1 T. seslerioides Torr. False Red-top. Culm hard and firm, glabrous, 4 to 5f high; lvs. glabrous, linear, involute when dry, sheaths hairy at the throat; pan. open, loose, 8 to 12' long, the slender branches at length spreading; spikl. te-retish, lanceolate, about 5-flowered, purple, 2 to 3" long; cusps of the lower pale very short. - A splendid grass, in dry fields, N. Eng. to Ill. and S. States. Aug., Sept. (Poa Mx. Windsoria poseformis Nutt. Uralepis cuprea Kunth.) - A variety has smaller, 3 to 5-flowered, pale purple spikelets and flexuous branches. Another var. has the spikelets white.
2 T. ambigua Kunth. Culm strictly erect, 2 to 4f high, slender and firm, glabrous as well as the linear, convolute-filiform lvs., and the sheaths which are scarce half the length of the internodes; pan. contracted, small, 3 to 5' long; spikelets few, subsessile, ovate turgid, 5 to 7-flowered, the fls, at length divaricate, more or less purple. - Car. to Ga. and La. Spkl. not longer, but much thicker than in No. 1. Sept. (Poa, Ell.)
3 T. stricta. Glabrous; culm slender, firm, erect, 3 to 6f high; pan. very strict, spike-like, dense; spkl. sessile, flat, nearly as broad as long, 7 to 9-flowered; glumes lance-linear, much longer than the pales, about as long as the spikelets. - Miss. and La. Lvs. very long, flat. Pan. about 6' long, 6" wide. A singular grass. (Windsoria Nutt.)
32. URAL'EPIS, Nutt. Sand Grass. (Gr. tail, a scale; a characteristic name.) Spikelets 2 to 5-flowered, fls. distant; glumes 2, shorter than the flowers, unequal, awnless; pales 2, very unequal, both conspicuously fringe-bearded along the 2 or 3 veins, the lower 2-cleft, with the midvein produced into a short, straight awn between the 2 segments; upper 2-keeled. - Culms decumbent, branched. Pan. small, the branches racemed.
1 U. purpurea Nutt Caespitous; culms procumbent at base, bearded at the nodes, 10 - 18'; lvs. subulate, the upper ones shorter than the sheaths, hairy beneath; pan. simple, racemous, terminal and lateral, concealed in the sheaths of the leaver the upper one partly exsert; spikelet 3-flowered; awn of the pale about as long as the lateral, obtuse segments. - Sea coast, among the drifting sands, Mass. to Ga. Taste of the plant bitter. Aug. (U. aristulata Nutt.) 2 U. cornuta Ell. Culm 2f high, and with the narrow (1") leaves and sheaths hairy; pan. slender, composed of a few small, few-flowered branches; glumes 2, subequal, very acute, purple as well as the 2 pales; upper pale longer than the glume, the midvein prolonged in an elongated, at length recurved awn beyond the segments. - S. States. (Triplasis Americana Beauv.)
33. DAC'TYLIS, L. Orchard Grass. (Gr. a finger; from the form of the spikes.) Spikelets aggregated, compressed, 3 - 5-flowcred; glumes unequal, herbaceous, the larger one carinate, shorter than the flowers; paleae subequal, lanceolate, acuminate, the lower one emarginate, carinate, mucronate, upper bifid at apex; scales dentate. - Lvs. carinate. Pan. composed of dense clusters.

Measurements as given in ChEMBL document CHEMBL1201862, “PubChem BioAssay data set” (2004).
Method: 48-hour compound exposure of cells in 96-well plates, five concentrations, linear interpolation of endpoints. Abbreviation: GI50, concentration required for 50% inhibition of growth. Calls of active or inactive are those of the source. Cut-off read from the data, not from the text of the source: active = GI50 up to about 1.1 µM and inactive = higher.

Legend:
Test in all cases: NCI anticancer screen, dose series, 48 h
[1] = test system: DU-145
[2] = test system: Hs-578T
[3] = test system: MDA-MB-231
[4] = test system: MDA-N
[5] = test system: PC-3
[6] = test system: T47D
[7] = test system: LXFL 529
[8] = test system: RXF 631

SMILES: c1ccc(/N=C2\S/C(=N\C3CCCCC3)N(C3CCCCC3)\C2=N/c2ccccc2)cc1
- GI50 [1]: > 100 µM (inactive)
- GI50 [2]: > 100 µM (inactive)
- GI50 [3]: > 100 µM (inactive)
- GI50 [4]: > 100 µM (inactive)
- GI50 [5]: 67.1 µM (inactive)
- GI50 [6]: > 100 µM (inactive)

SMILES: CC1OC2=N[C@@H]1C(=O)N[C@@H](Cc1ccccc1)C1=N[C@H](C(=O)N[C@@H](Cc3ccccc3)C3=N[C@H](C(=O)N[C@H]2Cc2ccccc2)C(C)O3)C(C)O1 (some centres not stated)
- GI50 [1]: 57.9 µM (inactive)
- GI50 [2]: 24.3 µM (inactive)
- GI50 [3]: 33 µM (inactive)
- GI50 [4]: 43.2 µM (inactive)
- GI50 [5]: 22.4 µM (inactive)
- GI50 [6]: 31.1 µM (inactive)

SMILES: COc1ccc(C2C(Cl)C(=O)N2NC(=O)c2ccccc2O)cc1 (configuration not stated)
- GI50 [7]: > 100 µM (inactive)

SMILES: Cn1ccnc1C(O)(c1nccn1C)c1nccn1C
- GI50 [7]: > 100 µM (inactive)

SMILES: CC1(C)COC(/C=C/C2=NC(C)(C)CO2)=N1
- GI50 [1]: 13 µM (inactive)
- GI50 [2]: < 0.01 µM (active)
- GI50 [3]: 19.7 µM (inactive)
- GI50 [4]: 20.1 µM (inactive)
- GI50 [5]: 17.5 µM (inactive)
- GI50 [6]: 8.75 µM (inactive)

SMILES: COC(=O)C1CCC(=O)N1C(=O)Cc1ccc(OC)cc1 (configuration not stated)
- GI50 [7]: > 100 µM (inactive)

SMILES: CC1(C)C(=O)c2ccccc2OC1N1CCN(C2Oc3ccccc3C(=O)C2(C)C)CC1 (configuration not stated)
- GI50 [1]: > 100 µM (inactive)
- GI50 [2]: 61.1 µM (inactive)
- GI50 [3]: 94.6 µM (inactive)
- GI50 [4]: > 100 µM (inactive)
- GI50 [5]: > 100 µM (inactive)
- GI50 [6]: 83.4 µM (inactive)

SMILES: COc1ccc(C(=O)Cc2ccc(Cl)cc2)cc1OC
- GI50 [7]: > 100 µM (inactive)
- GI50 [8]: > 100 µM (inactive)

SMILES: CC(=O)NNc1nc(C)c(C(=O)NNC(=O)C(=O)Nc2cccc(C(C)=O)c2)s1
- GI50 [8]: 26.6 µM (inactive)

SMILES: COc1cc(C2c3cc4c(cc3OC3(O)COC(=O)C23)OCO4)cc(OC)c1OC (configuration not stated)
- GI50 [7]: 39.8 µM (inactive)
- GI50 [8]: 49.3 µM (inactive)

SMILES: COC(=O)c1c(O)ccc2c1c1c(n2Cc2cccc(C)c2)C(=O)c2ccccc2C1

D. glomerata L. Culm roundish, 2 - 4f; lvs. linear-lanceolate, carinate, a little scabrous, glaucous; sheaths striate; stip. lacerate; pan. remotely branched, rather secund; spikelets about 4-flowered, in dense, glomerate, unilateral, terminal clusters; glumes very unequal; anth. large, yellow. - A fine, well-know a grass, of rapid growth, introduced in shady fields, as orchards. etc. June. § Eur.
34. KŒLE'RI A, Pers. (In honor of M. Kœler, a German botanist.) Spikelets compressed, 2 to 7-flowered; glumes 2, subequal, acute or acuminate, shorter than the flowers; upper flower pedicellate; pales 2, the lower often acuminate-mucronate. - - Grasses caespitous. erect, simple, with dense panicles.
K. cristata Smith. Culm 20 - 30' high, smooth, leafy to one-half its height, rigidly erect; lvs. flat, erect, pubescent, 2 - 3" by 1 - 2", shorter than their pubescent sheaths; stip. short, lacerate; panicle spicate, narrow, 3 - 5' long, 6 - 8 diam., branches very short; spikelets 2" long, silvery and shining, compressed, about 2-flowered, with an abortive pedicel; glume linear-oblong, acute, serrulate on the keel upper one longer. - Mid., W. States and Can. - A variety (K. nitida Nutt.), is smaller and more delicate.
35. DIARRHE'NA, Raf. (Gr. two, rough; from the two scabrous keels of the upper paleae.) Panicle racemous or simple; glumes 2, very unequal, 2 - 5-flowered, rigid, acuminate, mucronate; paleae cartilaginous, lower cuspidate, upper much smaller, emarginate; earyopsis coated, as long as the upper pale; scales ovate, ciliate.
D. diandra. Culm erect, nearly leafless, slender, rigid, 15 - 30'; lvs. few, sub-radical, broadly linear, flat, rough-edged, 10 - 16' by 5 - 7", nearly glabrous; sheaths close; stip. obsolete; panicle very simple and slender, branches erect, few. spikelets 2-flowered; glumes broad-ovate, upper twice larger, 5-veined; pales much longer than the glumes, the upper with 2 roughish, green keels, and con-spicuously mucronate; sta. 2 ? - River banks, Ohio to Ill. (D. Americana Beauv. Festuca Mx.)
36. FESTU'CA, L. Fescue Grass. (The ancient Latin name.) Spikelets 3 to ∞-flowered; glumes 2, unequal, mostly curinate; pales firm, naked, the lower rounded (not carinate) on the back, obscurely veined, acute, or mucronate, or awned; stamens 3, rarely 1 or 2; stigmas plumous; earyopsis linear-oblong, mostly adherent to the upper pale. - Spikelets in racemes or panicles, the fls. remote, not webbed at base.